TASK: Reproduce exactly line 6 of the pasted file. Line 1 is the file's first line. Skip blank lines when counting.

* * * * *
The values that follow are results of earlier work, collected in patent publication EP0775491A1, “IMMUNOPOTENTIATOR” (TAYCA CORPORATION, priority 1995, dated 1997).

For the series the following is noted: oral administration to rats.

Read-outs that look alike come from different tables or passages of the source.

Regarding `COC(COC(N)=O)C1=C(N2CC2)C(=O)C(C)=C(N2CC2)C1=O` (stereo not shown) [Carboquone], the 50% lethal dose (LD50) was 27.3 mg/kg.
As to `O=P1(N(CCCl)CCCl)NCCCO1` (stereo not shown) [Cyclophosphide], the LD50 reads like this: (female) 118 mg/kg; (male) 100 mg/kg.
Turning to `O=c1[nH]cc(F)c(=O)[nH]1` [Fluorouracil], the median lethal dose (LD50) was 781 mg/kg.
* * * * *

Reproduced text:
Turning to `O=c1[nH]cc(F)c(=O)[nH]1` [Fluorouracil], the median lethal dose (LD50) was 781 mg/kg.